Friday, May 25, 2007

Big Business Is Not Your Friend. If It Was a Flavour It Would Be Pralines And Graft

Short story in today's Media Guardian looking at the BBC's coverage of business stories. Turns out that in the race to make business stories relevant to the dwindling audience for news, stories have been subjected to a sustained pro-consumer bias.

I''ve been spending a few weeks now having long, pointless, cosmic conversations with myself about the role of business in society. Most of these discussions, as you can tell, tend to degenerate into anguished howls about how poor business is in explaining its workings.

Still, I don't really think that slanting stories in favour of the consumer does much to redress the balance, because it keeps the focus on products rather than the workings of business, which should be spending much more time explaining its role in society, but doesn't have to because the terms of discussion of its role are much too limited.

Then there's the impulse to humanise business stories, a trait to which both UK and US outlets are apt to succumb. Well in the US it's almost an industry. This is just an impression of mine, but I''m fairly certain that TV journalists mete out much less tough treatment to business figures than to politicians (please refrain from saying that that is the politicians' fault):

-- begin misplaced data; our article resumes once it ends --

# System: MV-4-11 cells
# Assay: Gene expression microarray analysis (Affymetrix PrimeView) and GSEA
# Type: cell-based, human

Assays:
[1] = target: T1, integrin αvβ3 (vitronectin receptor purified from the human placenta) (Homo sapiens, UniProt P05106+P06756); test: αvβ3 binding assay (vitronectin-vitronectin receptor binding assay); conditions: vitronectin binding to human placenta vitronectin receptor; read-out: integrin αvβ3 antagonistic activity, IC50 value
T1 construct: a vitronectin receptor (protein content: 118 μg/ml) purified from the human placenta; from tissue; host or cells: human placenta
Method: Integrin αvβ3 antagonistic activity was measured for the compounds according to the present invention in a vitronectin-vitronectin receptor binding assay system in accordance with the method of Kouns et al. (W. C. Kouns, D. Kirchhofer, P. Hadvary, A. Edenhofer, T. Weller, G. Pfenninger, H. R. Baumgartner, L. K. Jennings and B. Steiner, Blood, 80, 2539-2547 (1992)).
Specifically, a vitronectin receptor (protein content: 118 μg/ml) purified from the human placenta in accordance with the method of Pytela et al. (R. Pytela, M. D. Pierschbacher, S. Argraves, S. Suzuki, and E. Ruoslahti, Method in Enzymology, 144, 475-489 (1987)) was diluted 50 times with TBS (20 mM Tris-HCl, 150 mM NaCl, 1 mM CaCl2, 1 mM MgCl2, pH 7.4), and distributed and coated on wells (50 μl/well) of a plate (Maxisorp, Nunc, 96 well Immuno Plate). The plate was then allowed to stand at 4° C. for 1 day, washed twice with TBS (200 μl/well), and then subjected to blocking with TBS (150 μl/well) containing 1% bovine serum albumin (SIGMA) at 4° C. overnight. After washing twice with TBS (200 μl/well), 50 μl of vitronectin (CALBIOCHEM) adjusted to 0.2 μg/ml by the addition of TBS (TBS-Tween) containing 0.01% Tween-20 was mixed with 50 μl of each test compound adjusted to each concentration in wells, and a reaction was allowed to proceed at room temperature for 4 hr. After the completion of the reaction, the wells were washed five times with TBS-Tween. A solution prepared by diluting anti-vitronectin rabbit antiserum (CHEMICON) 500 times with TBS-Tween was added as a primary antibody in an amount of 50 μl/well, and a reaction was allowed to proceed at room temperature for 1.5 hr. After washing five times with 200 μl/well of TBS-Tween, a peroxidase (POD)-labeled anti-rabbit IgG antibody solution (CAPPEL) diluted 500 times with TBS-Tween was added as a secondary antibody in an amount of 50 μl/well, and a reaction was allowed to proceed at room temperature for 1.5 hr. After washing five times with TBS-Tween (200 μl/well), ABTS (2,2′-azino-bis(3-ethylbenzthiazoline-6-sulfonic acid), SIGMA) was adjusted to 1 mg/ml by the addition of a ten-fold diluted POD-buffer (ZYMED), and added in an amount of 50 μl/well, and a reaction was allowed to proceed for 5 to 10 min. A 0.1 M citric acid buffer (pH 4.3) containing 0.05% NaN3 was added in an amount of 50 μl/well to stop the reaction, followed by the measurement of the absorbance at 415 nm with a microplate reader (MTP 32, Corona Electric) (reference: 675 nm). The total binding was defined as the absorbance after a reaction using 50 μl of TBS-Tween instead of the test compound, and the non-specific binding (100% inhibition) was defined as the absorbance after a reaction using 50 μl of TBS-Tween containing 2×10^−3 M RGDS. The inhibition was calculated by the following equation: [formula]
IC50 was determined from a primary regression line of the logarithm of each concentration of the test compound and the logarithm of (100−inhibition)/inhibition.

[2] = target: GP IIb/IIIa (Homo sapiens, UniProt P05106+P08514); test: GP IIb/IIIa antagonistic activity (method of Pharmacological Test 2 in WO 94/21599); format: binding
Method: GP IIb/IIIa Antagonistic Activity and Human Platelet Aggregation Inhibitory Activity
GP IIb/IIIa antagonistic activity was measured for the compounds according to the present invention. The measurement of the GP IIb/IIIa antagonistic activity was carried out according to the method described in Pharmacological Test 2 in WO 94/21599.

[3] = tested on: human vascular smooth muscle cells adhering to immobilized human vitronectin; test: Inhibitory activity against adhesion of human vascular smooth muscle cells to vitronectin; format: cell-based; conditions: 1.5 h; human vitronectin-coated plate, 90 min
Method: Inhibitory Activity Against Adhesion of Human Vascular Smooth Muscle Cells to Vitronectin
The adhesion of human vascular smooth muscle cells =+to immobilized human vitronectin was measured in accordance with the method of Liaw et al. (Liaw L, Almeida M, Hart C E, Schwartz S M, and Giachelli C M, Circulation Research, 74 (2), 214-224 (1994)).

However, an interview with Bill Gates on the 10 O'Clock News on January 30 this year was criticised for being "at times sycophantic in tone".

"We also agreed with witnesses that a number of BBC interviews with Stuart Rose, chief executive of Marks & Spencer, in January 2007 were too uncritical."

At this point I could say that more widespread stock market participation would be helpful. But I won't. I spent yesterday reading about how the quite astonishing and unsettling surge in Chinese stock markets is the result of small-time investors following their faith in lucky numbers.

Have a delightful holiday weekend. I'll leave you with one small piece of intelligence on our ghastly Borough president. The arch-publicity-chaser appears to have forgotten that with great visibility comes great scrutiny, and this cheery little tourist officer will need to fend off insinuations that he's being "treated" by corporate interests.


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